By Steve Weinstein
By Bryan Bierman
By Lindsey Rhoades
By Chaz Kangas
By Ben Westhoff and Sarah Purkrabek
By Jena Ardell
By Jesse Sendejas Jr.
By Katherine Turman
If youre even moderately cynical, the blueprint to Albert Hammond Jr.s music is rife with red flags: the affinity for 70s pop clichés, the certain cellophane sheen, the saccharine lyrics, the Bono-quality Spanish. And, of course, the ever-looming specter of his other band, which is especially hard to avoid when your songs are chock-full of Strokes signifiers: snapped snares, twitchy guitar sounds, sweetly parabolic melodies, and a romantically lethargic vocal delivery thats only a grade of coarseness away from that of Julian Casablancas himself. Actually, Hammonds approach to song aestheticsbasic, thin, and stylishis a lot closer to the early-Strokes style the bands fans have lately been demanding than anything the Strokes themselves have recently recorded.
First and foremost, though, hes the son of a songwriter. Whats invariably clear on ¿Cómo Te Llama? is that Hammond understands how a popular rock song is made, and how it works: He has an iron-clad grip on traditional forms, writes good melodies with apparent ease, keeps it simple, and decorates tastefully with a variety of twirls and twinkles. For the most part, his tunes locate the space where those pretty hokey traditions reconcile with hipper sensibilities. And like the son of a musician, his records also sound really good: professionally savvy, polished, and cleanly produced. As such, when he fails, it usually isnt because hes written a particularly bad song, but rather a completely benign one. More or less, he walks the same tightrope here: Victory at Monterrey with its processed vocals, nightclub pulse, and I said/She said storylineflirts too heavily with a concept, devolving into a sterile case of Killers-style dance rock. Rocket and The Boss Americana also suffer from too much gloss.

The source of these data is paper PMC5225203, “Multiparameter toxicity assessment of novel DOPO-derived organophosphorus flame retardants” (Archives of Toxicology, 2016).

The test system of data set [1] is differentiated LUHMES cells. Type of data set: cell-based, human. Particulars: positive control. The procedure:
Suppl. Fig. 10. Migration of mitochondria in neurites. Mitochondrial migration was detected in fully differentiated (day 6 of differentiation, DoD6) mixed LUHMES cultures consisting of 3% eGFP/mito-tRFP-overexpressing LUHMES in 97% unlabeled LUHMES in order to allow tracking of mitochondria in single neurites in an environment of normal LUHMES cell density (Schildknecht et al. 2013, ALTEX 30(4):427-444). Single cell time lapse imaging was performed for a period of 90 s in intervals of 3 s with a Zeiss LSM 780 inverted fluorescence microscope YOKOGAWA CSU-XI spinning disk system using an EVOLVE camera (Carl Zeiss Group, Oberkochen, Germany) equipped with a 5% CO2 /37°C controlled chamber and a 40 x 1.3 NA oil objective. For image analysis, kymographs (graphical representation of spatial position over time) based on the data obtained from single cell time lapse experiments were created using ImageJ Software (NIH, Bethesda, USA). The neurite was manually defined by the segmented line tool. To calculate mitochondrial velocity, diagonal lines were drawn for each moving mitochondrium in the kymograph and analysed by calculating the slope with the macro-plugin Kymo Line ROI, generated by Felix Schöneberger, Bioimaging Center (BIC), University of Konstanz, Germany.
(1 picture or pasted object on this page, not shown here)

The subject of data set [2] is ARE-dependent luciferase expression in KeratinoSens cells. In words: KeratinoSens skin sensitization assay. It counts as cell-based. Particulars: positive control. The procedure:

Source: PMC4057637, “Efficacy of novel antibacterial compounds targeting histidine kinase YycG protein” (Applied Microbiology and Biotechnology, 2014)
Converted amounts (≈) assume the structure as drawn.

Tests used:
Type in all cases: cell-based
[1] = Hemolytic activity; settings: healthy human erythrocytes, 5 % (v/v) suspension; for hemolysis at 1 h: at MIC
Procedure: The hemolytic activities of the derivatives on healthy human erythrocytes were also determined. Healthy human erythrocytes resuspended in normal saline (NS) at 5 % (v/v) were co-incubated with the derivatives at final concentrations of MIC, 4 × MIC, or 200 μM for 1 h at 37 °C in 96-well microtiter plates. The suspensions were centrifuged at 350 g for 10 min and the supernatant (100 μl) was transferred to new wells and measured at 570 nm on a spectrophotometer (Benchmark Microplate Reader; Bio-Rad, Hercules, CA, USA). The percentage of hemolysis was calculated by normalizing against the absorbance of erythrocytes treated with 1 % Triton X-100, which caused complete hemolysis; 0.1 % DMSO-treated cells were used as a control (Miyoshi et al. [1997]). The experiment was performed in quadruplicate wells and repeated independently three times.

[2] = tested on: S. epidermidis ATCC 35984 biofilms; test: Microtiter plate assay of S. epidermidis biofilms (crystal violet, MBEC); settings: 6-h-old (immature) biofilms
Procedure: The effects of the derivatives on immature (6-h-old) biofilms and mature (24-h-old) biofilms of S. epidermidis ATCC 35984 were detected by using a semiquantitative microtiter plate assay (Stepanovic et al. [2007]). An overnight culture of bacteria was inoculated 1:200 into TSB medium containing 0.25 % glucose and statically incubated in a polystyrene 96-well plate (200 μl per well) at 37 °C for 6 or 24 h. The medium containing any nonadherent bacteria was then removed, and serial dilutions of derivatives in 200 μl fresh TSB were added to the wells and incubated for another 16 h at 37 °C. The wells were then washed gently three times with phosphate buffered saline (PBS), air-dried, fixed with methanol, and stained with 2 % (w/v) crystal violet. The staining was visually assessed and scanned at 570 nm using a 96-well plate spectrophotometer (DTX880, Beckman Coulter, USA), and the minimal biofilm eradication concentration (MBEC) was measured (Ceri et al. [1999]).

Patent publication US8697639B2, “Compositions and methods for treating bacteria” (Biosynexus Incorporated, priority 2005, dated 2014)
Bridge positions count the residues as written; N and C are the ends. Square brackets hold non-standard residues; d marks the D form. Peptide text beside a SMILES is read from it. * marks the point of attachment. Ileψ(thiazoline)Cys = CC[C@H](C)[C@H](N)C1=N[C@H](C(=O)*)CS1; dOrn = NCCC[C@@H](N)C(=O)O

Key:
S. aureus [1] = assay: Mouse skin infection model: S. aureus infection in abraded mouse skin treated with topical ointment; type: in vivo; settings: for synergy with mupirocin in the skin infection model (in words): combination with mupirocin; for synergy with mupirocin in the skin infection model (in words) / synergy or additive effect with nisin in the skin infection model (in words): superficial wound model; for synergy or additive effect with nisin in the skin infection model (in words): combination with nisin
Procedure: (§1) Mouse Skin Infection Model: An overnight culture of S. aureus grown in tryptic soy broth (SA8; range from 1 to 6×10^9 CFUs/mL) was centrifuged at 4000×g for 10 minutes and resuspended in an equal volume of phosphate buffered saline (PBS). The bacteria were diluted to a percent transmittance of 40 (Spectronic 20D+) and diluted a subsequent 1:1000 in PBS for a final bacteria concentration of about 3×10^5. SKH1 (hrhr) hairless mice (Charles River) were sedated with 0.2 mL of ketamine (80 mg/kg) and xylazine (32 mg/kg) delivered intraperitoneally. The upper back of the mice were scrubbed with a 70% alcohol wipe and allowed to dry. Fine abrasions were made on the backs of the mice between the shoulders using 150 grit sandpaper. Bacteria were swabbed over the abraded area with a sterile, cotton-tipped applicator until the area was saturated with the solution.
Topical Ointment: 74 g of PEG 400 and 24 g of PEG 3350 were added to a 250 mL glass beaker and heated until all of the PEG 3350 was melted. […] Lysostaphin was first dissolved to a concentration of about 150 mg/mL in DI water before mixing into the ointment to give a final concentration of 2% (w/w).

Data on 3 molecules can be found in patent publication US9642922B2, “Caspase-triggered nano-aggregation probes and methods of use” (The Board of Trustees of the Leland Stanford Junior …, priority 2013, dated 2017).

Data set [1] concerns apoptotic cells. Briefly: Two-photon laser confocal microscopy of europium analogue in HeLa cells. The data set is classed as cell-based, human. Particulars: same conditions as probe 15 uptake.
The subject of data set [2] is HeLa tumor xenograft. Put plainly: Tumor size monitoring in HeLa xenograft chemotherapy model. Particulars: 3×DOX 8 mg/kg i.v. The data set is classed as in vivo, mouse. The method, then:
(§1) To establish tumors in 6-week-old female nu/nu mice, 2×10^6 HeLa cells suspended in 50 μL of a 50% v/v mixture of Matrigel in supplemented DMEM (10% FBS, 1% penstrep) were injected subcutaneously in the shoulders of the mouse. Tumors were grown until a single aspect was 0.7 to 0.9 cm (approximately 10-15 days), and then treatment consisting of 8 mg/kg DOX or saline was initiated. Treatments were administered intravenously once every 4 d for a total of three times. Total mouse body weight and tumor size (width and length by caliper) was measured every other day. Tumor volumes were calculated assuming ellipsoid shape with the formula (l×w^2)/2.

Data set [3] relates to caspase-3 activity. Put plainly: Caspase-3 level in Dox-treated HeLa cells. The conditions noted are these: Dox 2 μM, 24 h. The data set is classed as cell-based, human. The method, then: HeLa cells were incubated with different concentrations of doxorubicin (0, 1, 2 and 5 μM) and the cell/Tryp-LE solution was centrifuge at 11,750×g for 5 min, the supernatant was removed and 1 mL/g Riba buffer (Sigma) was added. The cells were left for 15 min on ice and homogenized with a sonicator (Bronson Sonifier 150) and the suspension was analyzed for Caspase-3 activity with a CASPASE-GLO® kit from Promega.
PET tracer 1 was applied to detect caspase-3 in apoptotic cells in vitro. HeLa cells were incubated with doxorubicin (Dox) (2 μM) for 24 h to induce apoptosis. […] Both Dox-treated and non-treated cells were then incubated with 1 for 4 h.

By contrast, though, Bargain of a Century and GFC are pleasantly messy: Hammond stretches his delivery into something thats both sweet and rough, the guitars become more locomotive than ornamental, and the crispness of the albums sound is more deeply felt as a result. ¿Cómo Te Llama? is best when the songs seem to shake and quaver within their candy-coated shells; fittingly, thats when theyre at their Strokes-iest. Its a slippery slope this guy is skiing, but it can be pretty fun listening to him do it.